Happy New Year! I hope your holiday break was sufficient, and that you have all avoided the flu that is going around. I had a great holiday, and have been healthy, so I am not going to complain. I do have an issue that I need to discuss: making it look like science.
Ask no Questions, It is Science
Recently, I have seen a few examples of the misuse of Xilinx literature, to either justify some conclusion or make a case for or against an application. I will reveal a couple of them here: Rosetta1 data (ug116.pdf2) used for non-Xilinx components, and LANSCE3 cross-section used to justify the effects of thermal neutrons4.
The Rosetta program, which started in August 2002, has been the Xilinx way of measuring the actual soft error performance5 of our FPGA devices. Over the years, we have filed many patents, done many test chips (every technology node), and pioneered improvements at every opportunity.
To credit a product not from Xilinx with all of our improvements may seem strange, but since we are the only people who regularly publish our data, it is no big surprise to find all those blanks in a spreadsheet filled in with our numbers. Why? Simply because it would look really terrible to a manager if a soft error study review had a bunch of “don’t know,” and “not available,” or “only available under NDA” in all the little boxes.
So, what did they do, and hoped no one would notice? They took our data from ug116, Device Reliability Report, and attributed it to all the blank spots.
There are two things wrong with this. In the first place, the data is for Xilinx devices. Secondly, the actual devices in question use none of our techniques and are known to be at least twice as bad, and in some cases an order of magnitude worse.
So, let us be honest: do not use our data for other people’s parts! You are not only fooling yourself, and your management, but you may also be endangering your customers (in safety critical applications).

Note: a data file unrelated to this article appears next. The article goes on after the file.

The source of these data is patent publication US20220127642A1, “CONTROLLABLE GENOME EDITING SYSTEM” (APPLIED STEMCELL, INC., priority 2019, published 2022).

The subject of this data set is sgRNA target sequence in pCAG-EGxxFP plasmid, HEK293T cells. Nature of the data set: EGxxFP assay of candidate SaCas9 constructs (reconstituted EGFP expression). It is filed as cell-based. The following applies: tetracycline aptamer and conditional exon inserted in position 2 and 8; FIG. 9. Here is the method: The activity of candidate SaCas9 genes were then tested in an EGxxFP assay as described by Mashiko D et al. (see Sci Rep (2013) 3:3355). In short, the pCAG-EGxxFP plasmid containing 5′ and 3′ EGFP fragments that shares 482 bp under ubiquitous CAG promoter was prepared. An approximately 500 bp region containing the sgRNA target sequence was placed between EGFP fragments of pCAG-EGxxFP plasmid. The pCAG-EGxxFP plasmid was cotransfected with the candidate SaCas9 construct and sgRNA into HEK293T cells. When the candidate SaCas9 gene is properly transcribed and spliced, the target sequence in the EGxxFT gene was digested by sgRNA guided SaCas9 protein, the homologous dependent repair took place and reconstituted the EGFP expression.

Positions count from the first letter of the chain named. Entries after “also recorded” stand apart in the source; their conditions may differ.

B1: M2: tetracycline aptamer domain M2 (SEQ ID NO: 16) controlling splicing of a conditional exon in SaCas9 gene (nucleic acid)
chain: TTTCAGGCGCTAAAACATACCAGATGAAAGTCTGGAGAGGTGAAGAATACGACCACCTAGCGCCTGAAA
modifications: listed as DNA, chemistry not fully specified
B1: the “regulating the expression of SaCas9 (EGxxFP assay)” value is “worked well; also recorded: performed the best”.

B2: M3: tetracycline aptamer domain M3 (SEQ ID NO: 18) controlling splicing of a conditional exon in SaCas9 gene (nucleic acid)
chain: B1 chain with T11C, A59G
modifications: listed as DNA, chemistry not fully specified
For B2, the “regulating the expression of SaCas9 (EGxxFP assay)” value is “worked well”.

The Los Alamos Neutron Science Center (LANSCE) is a world standard facility for testing susceptibility to soft upsets. Its 800 MeV proton beam strikes a water-cooled tungsten target to create 0-800 MeV neutrons. The beam has an appreciable thermal neutron flux component that is pretty much uncharacterized, and not specified (thermal neutron count delivered is unknown, and may vary widely visit to visit). So, the neutrons that get counted for beam testing represent those from 10 MeV up to 800 MeV.
It is well known that some devices were fabricated with Boron 10 and, as a result, are susceptible to soft errors from thermal neutrons. For example, the Spartan-6 devices fabricated at Samsung in the 45 nm process have Boron 10, and this is easily seen by comparing the LANSCE cross-section, with the Rosetta (real) numbers. LANSCE is 129 FIT/Mb (12.9 n/hr * cross-section * 1 Mb * 1E9 hours). Rosetta is 185 FIT/Mb. The difference (+43%) is attributable to the thermal neutron flux. The thermal neutron flux is estimated to be about 6 thermal neutrons per square centimeter per hour. Multiply 0.43 by 12.9 and we get 5.5, so we are in good agreement--the increase in FIT/Mb is exactly what we would expect.
So, LANSCE data does not account for thermal neutrons, and the thermal neutron cross-section must be measured by an accepted method. LANSCE does have a setup to measure thermal neutron cross-section, but it is not done directly and it requires a thermal neutron shielded box made of cadmium. One can measure the upsets both in and out of the box, and by the established difference that Boron 10 is present. A qualitative measurement is, however, very difficult, as there is no real calibration possible. One is forced then to perform a real atmospheric test on an array (Rosetta) to get an actual value for the thermal neutron cross-section.